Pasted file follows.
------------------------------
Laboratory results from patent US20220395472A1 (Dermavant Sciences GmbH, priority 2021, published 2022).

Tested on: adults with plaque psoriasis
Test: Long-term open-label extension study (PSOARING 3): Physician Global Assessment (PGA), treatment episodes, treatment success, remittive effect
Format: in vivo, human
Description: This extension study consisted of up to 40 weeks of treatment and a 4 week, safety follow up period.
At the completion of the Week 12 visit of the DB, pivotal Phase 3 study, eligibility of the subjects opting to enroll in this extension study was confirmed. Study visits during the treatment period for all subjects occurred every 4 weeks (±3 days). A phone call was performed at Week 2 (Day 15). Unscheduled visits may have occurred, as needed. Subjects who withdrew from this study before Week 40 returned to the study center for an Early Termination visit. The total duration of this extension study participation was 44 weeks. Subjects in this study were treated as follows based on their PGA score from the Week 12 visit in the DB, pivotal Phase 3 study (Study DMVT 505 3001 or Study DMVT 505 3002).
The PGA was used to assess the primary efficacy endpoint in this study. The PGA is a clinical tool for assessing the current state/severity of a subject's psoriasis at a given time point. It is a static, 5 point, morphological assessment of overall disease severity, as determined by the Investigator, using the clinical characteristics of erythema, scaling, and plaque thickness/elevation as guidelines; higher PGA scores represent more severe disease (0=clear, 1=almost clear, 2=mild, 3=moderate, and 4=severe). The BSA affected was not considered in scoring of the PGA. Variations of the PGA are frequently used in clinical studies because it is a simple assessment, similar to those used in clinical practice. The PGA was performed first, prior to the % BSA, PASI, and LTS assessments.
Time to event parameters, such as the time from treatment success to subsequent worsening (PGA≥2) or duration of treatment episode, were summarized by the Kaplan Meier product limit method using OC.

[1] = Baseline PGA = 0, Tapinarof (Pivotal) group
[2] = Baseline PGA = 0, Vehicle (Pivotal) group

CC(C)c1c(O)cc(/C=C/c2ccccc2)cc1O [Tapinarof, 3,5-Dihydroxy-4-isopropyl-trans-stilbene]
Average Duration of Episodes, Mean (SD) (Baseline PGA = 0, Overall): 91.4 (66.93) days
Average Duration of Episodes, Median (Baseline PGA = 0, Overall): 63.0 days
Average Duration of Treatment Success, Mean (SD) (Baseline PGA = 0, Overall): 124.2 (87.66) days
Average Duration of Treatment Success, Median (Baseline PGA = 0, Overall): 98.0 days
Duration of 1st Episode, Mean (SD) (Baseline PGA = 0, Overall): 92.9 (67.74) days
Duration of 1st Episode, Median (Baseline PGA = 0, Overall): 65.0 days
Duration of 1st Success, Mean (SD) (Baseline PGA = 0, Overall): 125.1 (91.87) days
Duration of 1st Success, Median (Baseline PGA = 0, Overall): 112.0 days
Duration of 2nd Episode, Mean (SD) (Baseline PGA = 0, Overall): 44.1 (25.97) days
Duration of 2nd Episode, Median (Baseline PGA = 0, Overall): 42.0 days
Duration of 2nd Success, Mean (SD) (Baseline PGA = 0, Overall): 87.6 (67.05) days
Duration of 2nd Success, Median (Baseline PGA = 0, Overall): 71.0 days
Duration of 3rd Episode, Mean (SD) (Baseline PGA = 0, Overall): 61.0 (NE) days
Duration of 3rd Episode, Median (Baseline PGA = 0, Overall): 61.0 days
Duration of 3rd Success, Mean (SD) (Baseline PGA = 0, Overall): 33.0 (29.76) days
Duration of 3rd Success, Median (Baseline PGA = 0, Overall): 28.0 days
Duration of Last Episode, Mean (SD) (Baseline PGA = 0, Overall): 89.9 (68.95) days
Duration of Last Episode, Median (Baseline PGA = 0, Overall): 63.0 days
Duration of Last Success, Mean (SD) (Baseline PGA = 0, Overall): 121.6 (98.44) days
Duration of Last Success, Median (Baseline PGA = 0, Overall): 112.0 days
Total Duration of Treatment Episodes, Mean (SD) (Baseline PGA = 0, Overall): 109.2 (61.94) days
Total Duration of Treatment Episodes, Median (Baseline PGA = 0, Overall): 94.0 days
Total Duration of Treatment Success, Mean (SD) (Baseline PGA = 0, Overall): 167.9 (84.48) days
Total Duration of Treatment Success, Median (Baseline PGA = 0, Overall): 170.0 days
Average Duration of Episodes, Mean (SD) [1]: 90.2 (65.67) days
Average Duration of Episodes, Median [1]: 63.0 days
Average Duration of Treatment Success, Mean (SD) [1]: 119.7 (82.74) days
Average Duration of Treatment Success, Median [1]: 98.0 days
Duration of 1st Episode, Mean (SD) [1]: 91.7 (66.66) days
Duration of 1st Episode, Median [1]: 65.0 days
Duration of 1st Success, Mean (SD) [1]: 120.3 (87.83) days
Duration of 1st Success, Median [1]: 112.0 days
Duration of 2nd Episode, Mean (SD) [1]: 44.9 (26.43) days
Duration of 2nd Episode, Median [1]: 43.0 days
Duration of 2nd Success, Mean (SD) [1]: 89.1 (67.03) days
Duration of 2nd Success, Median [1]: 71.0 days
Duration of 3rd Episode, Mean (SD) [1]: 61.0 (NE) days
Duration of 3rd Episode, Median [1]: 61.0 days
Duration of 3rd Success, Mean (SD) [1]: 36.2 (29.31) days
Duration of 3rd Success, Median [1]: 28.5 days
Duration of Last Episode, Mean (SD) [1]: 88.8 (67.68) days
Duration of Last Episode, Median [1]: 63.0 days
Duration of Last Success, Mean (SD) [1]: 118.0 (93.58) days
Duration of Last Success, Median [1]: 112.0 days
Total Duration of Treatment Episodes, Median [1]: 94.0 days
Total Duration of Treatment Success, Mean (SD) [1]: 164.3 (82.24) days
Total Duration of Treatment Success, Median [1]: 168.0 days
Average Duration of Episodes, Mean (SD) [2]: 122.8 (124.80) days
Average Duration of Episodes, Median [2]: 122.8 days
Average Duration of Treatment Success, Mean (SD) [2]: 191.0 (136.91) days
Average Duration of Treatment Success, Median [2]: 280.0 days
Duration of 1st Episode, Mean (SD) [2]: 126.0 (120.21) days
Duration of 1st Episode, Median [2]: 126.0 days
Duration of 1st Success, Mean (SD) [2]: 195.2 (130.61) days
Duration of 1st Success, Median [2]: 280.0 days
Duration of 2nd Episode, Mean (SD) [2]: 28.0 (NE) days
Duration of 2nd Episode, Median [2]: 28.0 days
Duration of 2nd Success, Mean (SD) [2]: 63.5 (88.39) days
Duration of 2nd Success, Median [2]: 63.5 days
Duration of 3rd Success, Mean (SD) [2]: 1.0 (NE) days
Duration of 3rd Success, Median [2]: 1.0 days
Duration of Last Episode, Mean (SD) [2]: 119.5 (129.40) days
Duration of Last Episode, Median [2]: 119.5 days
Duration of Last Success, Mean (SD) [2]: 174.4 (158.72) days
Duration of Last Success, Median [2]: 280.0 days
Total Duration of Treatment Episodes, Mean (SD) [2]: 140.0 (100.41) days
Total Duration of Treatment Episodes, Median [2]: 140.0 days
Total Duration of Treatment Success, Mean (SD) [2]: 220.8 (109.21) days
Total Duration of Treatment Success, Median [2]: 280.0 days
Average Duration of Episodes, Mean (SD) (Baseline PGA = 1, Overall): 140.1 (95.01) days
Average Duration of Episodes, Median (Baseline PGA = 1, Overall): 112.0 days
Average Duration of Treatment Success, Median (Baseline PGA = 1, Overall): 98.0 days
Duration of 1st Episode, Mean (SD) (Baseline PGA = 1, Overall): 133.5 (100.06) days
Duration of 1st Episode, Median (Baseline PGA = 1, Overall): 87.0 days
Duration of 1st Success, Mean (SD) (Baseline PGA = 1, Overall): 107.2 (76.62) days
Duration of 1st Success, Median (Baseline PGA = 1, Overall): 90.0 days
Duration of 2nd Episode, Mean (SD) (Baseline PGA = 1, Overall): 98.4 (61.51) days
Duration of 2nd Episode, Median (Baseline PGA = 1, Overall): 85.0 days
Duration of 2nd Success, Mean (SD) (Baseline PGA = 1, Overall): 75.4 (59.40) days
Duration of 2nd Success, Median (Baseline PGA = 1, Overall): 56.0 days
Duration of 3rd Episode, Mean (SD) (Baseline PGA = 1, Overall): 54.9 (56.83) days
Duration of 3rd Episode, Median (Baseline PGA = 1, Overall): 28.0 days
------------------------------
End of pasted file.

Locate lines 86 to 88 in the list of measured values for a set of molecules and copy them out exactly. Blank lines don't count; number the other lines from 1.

Duration of 1st Success, Mean (SD) (Baseline PGA = 1, Overall): 107.2 (76.62) days
Duration of 1st Success, Median (Baseline PGA = 1, Overall): 90.0 days
Duration of 2nd Episode, Mean (SD) (Baseline PGA = 1, Overall): 98.4 (61.51) days